COLUMBIA, Mo. Medication reconciliation is a safety practice in which health care professionals review patients' medication regimens when patients transition between settings to reduce the likelihood of adverse drug effects. It is among the most complex clinical tasks required of physicians, nurses and pharmacists, who must work cooperatively to minimize discrepancies and inappropriate medication orders. Now, a University of Missouri gerontologiccal nursing expert suggests that acknowledging practitioners' varying perspectives on the purpose of medication reconciliation and their roles in the process might increase implementation in health care institutions such as hospitals and nursing homes.
Amy Vogelsmeier, assistant professor in the MU Sinclair School of Nursing, and researchers from the Salt Lake City Veteran's Affairs Medical Center and the University of Utah found that health care professionals often viewed medication reconciliation as a "checklist" task rather than a higher-level thinking process that involves considering patients' entire therapeutic plans.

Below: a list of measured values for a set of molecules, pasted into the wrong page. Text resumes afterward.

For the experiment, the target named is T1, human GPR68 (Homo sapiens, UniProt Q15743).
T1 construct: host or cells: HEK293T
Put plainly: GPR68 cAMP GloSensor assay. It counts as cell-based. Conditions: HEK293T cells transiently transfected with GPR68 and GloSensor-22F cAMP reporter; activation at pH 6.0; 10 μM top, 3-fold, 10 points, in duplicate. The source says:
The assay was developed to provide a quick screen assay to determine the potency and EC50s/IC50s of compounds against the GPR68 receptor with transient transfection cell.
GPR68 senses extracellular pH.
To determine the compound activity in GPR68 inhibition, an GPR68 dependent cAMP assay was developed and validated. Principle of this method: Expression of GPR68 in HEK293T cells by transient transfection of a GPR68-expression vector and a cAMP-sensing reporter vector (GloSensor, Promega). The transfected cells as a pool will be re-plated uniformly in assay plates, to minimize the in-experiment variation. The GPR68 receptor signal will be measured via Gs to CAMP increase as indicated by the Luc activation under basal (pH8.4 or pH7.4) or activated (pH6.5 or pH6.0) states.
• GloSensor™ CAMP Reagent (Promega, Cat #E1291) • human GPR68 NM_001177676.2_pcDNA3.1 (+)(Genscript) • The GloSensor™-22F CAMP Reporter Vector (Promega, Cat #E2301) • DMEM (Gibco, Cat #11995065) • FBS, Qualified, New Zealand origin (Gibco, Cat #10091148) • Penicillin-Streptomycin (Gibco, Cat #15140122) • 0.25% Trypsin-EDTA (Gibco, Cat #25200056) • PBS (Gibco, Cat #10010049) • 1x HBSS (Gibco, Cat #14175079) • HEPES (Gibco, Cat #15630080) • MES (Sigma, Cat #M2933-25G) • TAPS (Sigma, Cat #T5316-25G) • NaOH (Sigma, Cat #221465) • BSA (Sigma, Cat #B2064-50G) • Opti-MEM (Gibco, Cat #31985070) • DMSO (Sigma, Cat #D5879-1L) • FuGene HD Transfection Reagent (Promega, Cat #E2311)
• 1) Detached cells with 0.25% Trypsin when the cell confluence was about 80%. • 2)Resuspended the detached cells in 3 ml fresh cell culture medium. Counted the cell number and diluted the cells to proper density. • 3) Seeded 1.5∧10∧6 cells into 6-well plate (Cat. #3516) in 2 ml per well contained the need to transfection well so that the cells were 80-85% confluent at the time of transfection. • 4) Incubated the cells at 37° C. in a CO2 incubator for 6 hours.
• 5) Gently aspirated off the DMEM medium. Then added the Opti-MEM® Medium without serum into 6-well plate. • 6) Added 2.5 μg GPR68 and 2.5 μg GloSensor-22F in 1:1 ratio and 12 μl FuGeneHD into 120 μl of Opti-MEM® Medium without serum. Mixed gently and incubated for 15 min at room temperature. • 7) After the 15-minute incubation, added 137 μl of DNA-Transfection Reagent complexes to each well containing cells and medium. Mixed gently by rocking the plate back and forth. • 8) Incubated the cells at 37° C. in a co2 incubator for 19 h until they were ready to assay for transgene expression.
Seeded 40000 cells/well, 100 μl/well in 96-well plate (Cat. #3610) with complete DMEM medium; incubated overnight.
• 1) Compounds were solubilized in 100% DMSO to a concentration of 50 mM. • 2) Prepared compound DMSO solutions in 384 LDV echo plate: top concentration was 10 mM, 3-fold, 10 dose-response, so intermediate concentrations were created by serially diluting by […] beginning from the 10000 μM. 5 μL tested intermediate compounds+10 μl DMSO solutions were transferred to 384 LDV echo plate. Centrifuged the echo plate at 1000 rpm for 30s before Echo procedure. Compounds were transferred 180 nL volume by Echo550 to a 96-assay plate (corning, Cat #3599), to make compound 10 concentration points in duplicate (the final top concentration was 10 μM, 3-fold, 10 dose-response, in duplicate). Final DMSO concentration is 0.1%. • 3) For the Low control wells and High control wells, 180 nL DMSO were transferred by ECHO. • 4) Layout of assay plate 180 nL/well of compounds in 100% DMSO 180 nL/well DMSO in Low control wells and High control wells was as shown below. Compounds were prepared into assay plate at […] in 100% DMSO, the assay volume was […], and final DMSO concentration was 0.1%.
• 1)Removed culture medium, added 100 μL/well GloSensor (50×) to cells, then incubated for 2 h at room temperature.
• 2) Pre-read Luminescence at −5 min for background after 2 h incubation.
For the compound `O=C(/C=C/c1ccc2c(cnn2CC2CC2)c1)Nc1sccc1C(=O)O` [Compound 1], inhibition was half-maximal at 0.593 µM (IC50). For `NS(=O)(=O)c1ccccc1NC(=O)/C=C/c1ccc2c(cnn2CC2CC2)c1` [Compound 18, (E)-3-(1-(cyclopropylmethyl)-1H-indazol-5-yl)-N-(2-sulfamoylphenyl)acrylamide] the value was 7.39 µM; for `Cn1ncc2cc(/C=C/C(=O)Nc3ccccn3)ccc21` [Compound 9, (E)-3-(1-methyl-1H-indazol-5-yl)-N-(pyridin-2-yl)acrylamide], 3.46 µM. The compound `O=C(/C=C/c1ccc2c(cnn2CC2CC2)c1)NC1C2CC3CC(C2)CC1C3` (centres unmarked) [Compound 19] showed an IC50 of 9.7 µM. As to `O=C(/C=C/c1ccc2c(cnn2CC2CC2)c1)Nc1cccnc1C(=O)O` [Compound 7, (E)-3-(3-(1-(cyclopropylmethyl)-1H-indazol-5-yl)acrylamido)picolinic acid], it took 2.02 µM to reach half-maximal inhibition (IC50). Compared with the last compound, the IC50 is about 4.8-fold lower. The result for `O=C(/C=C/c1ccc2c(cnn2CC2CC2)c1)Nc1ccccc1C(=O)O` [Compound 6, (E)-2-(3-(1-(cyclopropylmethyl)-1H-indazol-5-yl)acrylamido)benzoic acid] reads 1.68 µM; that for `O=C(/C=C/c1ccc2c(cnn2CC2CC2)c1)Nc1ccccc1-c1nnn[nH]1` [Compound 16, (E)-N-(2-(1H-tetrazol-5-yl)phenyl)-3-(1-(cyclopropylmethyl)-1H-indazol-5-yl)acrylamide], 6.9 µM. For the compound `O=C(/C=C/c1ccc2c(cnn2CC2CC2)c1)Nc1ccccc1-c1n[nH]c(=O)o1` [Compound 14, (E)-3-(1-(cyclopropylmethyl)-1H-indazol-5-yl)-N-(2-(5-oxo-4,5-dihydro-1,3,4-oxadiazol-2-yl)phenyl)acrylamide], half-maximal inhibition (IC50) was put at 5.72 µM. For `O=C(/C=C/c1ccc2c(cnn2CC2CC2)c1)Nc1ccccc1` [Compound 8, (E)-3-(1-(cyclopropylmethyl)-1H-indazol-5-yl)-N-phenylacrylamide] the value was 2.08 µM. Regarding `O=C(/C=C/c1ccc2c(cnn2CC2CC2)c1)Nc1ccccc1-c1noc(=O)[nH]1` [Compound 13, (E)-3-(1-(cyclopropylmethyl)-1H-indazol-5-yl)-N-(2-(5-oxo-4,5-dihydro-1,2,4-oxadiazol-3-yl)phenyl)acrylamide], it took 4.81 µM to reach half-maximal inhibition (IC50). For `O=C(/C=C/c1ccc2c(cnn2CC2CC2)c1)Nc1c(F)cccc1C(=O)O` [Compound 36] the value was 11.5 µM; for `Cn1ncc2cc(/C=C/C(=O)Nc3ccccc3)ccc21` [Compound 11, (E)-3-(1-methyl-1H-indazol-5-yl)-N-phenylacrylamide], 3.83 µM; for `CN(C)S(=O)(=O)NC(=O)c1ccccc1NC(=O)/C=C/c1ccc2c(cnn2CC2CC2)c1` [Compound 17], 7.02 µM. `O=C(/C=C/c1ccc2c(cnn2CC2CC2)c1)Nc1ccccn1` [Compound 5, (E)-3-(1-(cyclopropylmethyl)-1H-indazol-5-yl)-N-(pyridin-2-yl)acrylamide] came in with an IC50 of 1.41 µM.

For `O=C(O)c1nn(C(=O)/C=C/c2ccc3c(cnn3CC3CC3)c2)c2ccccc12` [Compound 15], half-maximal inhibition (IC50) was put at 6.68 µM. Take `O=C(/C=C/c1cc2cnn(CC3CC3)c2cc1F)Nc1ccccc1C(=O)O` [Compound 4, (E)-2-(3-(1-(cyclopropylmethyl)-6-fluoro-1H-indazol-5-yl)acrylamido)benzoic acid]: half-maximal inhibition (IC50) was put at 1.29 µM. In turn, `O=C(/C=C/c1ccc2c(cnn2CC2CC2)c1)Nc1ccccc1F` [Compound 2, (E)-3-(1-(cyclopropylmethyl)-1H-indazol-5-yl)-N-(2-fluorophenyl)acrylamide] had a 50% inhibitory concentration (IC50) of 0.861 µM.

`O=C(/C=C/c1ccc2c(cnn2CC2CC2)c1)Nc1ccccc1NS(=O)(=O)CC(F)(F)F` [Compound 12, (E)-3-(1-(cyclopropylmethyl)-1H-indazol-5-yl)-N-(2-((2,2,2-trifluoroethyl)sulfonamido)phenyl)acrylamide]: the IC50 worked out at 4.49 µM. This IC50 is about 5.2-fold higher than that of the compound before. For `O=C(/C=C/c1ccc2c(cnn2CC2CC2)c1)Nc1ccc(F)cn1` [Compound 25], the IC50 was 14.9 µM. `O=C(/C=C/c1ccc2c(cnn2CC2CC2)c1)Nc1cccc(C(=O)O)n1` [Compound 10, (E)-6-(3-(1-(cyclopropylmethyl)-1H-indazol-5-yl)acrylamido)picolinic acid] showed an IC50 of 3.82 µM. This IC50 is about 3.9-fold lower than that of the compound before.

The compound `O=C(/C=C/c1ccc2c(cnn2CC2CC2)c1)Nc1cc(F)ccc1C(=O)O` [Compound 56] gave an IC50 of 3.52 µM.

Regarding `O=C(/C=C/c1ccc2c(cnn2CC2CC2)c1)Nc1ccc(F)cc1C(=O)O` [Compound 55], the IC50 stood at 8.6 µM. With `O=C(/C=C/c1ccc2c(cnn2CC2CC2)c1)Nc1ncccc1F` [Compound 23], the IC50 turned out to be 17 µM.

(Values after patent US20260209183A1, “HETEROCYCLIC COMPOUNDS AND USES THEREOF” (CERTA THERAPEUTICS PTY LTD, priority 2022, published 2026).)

"Medication reconciliation is more than just matching medication lists when patients transition among hospitals, personal residences, nursing homes and other health care settings," Vogelsmeier said. "It's an opportunity to ask whether medications are still appropriate and consistent with the patients' therapeutic goals and then to make adjustments to their medication regimens if needed. The constant surveillance of medications is critical because adverse drug events happen when people are taking medications they no longer need or aren't taking medications they need."
Vogelsmeier analyzed data gathered by colleagues in Utah from focus groups with physicians, nurses and pharmacists at three U.S. Department of Veteran's Affairs Health Administration hospitals. Professionals in the three disciplines perceived their roles in medication reconciliation differently. In reality, jo
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University of Missouri-Columbia